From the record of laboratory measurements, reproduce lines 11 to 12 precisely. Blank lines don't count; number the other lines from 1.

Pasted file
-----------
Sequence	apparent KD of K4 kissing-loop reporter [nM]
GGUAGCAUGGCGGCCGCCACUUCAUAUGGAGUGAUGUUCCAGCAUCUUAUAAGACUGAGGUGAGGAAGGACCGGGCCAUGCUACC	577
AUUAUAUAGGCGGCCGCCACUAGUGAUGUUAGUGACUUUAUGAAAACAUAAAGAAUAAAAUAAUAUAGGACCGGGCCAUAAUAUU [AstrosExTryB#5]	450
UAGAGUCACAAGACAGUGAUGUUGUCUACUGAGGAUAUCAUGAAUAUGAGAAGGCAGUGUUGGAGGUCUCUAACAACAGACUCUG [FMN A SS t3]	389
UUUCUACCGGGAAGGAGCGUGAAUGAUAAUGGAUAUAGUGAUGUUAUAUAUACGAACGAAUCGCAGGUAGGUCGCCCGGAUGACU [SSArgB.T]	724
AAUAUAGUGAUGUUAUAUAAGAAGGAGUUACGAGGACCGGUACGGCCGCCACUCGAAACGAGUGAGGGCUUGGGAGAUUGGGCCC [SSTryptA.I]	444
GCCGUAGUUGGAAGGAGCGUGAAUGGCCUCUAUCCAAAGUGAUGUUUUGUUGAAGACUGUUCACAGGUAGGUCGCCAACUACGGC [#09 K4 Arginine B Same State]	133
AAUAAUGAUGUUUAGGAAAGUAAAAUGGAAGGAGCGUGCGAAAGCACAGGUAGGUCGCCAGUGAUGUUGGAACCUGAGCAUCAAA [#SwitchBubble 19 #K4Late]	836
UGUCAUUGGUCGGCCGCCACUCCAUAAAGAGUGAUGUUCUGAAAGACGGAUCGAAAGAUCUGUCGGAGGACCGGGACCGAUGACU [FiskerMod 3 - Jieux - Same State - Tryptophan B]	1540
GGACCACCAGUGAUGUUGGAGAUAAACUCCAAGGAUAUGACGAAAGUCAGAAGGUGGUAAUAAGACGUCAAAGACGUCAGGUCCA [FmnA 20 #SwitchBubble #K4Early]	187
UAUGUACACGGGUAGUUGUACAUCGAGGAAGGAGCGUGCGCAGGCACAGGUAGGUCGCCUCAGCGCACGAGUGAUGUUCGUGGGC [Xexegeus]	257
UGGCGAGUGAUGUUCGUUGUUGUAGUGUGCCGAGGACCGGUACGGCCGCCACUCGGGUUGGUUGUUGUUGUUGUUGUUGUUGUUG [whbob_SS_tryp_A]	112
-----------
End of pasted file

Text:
UAUGUACACGGGUAGUUGUACAUCGAGGAAGGAGCGUGCGCAGGCACAGGUAGGUCGCCUCAGCGCACGAGUGAUGUUCGUGGGC [Xexegeus]	257
UGGCGAGUGAUGUUCGUUGUUGUAGUGUGCCGAGGACCGGUACGGCCGCCACUCGGGUUGGUUGUUGUUGUUGUUGUUGUUGUUG [whbob_SS_tryp_A]	112